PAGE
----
DeWine adds 50-year-olds to vaccination list

COLUMBUS — In his biggest step yet to expand Ohio’s coronavirus vaccination program, Gov. Mike DeWine Monday announced he is lowering the age requirement from 60-years-olds to 50 beginning Thursday.

The announcement followed a conference call DeWine had with county health commissioners statewide. The governor said some of the commissioners reported that they had vaccine appointments still open for this week and they thought they could handle additional demand.

The decision also comes as the state expects increased vaccine shipments in the coming weeks, leading to the start of mass vaccination sites where up to 6,000 people could be vaccinated in a single day.

While workers in grocery stores and restaurants have publicly called on the governor to include them in the next round of vaccine eligibility, DeWine said he stuck with the age ranges for a good reason. He chose to continue eligibility by age, rather than occupation because it focused more on the most vulnerable people in the state.

“If we go to 50, which we will on Thursday, the people 50 years and up account for, I think, 97, 98 percent of the deaths. So it’s the best indicator and so important that we don’t get sidetracked,” DeWine said.

Besides people age 50 and above being added to the vaccine list, he also added people with Type 2 diabetes and end-stage renal disease. Other recently approved medical conditions included Type 1 diabetes, people with ALS, those who have had a bone marrow transplant or are pregnant.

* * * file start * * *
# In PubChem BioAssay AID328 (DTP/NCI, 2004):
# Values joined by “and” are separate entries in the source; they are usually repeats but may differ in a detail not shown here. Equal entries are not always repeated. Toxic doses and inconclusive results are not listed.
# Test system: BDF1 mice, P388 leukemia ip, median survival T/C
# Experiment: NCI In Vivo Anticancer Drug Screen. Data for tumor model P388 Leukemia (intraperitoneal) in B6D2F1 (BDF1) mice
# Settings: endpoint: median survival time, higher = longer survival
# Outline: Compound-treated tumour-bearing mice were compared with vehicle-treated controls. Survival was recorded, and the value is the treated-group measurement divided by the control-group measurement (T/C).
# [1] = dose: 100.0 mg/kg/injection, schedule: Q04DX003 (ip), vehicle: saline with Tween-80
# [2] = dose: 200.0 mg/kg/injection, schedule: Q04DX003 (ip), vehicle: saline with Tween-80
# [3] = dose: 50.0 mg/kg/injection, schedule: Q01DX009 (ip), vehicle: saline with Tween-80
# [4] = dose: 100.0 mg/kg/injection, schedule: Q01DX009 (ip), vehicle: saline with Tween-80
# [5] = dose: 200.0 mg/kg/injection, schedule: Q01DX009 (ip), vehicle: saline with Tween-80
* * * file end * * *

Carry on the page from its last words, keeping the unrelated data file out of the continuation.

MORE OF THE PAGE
Can Ohio handle the influx of new people seeking the vaccine? The group of newly allowed 50 to 59-year-olds is approximately 1.2 million people.

“We have the capacity here. We think we’re ready to go. We have great health workers and a lot of volunteers. So, as fast as this vaccine comes into Ohio, we’re going to be able to get it out,” DeWine said.

At his Monday briefing the governor also announcement the launch of the state’s long-awaited vaccine appointment web site, It is designed to let you search for available vaccine clinic openings near you and then permit you to reserve the appointment without searching multiple sites.

Later this week, the state will update the one number people will be looking for with great interest. That’s the ratio of coronavirus cases per 100,000 people.

DeWine announced last week that he will withdraw all of the state’s health restrictions when the number reaches 50 per 100,000 for two weeks. When will that happen? “I really don’t know,” DeWine said. “I think when Dr. Vanderhoff and I talked, maybe two months, but I don’t think he knows and I know that I don’t know.”